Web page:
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Heartfelt Poems about Death

Death is an inevitable and universal experience for every being. It’s hard to manage the pain associated with the loss of a friend, family member or loved one. Writing about it is even more painful. Although no amount of words can do justice to this sorrowful event, poetry is a useful tool for assisting those left behind to process the loss of their loved one(s). During this period, poetry can calm the soul and rouse the spirits. It can allow one to express him/herself in a written form. Poems about death enable people to describe the great suffering associated with death.

Benefits of Sharing Poems to Comfort Those Grieving

Poetry is a popular way of personalizing a funeral. After the death of someone so close to you, you may lack works to show how you have felt the loss. A poem enables a person to share memories and times spent together with the one who has died. Therefore, you can show how the death has affected you personally.

Sharing a poem enables one to express homage. You may have lost your close friend, workmate, neighbor, etc. Although you may wish to show those around how you respected the person who has died, there are only limited ways of doing so. A poem will not only comfort those grieving but also show you to honor the deceased and his/her family.

Sharing poems about death in a memorial service is an effective way of releasing our grief. After someone has died, regret, disappointment, fear, and sorrow are some of the emotions that plague us. Failure to share these emotions could lead to physical ailments. Therefore, sharing a poem could keep you away from clinical depression and stress, among other dangerous consequences.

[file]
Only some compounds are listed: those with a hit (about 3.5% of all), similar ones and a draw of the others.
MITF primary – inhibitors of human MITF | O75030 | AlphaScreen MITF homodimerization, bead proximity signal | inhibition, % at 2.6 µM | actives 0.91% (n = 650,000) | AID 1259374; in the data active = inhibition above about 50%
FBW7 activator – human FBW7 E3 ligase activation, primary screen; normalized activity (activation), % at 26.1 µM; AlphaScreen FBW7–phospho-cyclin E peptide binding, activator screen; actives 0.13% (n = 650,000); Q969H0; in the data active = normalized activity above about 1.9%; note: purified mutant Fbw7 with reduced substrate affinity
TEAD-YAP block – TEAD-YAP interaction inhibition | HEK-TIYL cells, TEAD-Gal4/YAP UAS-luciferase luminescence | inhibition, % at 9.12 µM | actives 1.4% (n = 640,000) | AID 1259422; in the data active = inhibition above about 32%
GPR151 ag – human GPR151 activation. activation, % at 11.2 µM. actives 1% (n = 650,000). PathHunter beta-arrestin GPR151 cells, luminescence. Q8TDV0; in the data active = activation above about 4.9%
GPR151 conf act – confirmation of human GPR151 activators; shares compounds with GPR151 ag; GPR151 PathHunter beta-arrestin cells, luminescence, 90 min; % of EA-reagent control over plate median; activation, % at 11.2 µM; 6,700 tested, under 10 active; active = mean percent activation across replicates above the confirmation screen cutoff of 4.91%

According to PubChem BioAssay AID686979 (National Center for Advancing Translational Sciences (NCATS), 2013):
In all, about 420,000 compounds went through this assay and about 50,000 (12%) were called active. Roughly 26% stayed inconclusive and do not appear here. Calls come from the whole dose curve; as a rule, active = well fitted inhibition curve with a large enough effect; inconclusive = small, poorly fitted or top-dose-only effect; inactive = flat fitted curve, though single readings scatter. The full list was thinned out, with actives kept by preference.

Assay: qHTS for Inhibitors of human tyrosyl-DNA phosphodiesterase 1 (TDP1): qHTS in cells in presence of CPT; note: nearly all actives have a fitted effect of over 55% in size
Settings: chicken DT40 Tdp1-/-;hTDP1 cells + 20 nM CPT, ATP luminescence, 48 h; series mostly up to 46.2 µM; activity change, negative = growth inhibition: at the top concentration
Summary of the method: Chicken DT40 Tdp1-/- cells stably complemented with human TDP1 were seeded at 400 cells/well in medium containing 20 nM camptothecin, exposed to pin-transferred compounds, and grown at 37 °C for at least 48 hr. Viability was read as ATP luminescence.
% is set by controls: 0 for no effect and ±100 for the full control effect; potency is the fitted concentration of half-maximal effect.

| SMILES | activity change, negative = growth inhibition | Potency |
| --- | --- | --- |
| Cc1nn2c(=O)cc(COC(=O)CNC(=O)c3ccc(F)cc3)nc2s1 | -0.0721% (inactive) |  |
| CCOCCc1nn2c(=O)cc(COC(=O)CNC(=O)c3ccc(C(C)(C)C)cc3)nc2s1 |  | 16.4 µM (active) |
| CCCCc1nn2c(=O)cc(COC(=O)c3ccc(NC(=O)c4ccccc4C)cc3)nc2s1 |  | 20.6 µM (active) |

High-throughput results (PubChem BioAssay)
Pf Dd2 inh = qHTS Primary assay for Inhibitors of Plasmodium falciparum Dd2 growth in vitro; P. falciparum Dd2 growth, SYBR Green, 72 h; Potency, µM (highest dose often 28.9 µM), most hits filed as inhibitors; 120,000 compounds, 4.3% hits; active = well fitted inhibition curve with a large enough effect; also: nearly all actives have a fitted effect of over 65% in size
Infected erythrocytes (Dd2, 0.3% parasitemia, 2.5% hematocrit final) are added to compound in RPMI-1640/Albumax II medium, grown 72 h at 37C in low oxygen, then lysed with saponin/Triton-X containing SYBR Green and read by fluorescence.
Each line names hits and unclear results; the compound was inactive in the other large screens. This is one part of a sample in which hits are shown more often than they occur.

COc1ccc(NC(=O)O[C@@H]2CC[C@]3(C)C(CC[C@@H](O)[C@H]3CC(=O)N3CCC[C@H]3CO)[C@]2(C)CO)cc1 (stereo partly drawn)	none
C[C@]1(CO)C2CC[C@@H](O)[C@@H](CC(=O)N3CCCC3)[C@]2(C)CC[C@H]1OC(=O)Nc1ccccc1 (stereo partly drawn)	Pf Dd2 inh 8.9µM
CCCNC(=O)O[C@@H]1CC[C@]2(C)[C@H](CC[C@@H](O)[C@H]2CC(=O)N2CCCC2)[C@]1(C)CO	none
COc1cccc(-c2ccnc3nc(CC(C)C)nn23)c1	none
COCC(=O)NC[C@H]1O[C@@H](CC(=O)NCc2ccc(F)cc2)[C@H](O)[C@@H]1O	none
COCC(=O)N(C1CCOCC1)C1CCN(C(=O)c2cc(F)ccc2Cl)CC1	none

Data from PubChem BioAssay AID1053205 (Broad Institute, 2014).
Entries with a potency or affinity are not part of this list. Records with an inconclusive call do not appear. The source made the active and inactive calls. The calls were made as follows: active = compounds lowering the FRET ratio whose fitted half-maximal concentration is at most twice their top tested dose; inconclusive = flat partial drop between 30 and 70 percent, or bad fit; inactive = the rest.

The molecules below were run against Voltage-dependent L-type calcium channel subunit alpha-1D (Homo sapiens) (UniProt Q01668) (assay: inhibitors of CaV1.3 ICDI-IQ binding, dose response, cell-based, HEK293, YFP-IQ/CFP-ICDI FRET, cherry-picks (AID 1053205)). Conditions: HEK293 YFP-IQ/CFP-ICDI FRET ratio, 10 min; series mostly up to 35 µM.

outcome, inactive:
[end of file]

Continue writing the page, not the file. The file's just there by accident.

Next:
Things You Should Never Say When Someone Dies

“He/she is in a better place” is one of the things you should not say to a griever. Although some may find comfort when this phrase is used, it is not the right thing to say when someone dies. When a person passes, those around him/her are more concerned with the void left than where they have gone.

Do not ask, "how are you doing?" Although this phrase is mainly used when people meet, it should not be used when someone dies. Usually, people are used to saying they are doing okay in response to this phrase. However, when used on this occasion, it may make it impossible for the respondents to communicate their feelings.

“How did he/she die?” is another phrase that makes the grievers feel more uncomfortable and makes their grieving even more painful. Although you may be interested in establishing how someone died, getting information from sources not close to the dead person is preferred. Requesting some information could be very painful for those grieving to share.

Do not say, "what can I do?" Although it sounds harmless, it puts the person who is grieving in an awkward position since they are forced to think about how you should help them. They'll have to use their mental energy to figure out how you'll assist them although they're already preoccupied with the loss of their loved one.

How to Express Sympathy (Words of Comfort)

Finding the right words to condole a family after bereavement can be a daunting experience. However, finding the right words is difficult as no one would want to say something that will make the grievers feel worse. Show sympathy and understanding in a brief and focused conversation. When writing, you should:

Add words of support. In words you'll use for comfort, let the receiver know you'll be available for support. For instance, you can say, "I'll be around during this period, and I'll be ready to offer any assistance."

Express your feelings. When talking with the griever, tell him/her how you feel the loss. Let your comments be personal and try put yourself in the receiver's shoes. You might say, "I was shocked to learn the death of __."

Express words of sympathy. Let the griever know you're sorry for the death. Mentioning some positive things about the one who has died is advisable. For instance, you can say, "James was such a wonderful person. He was a good friend, and his loss will be felt by many."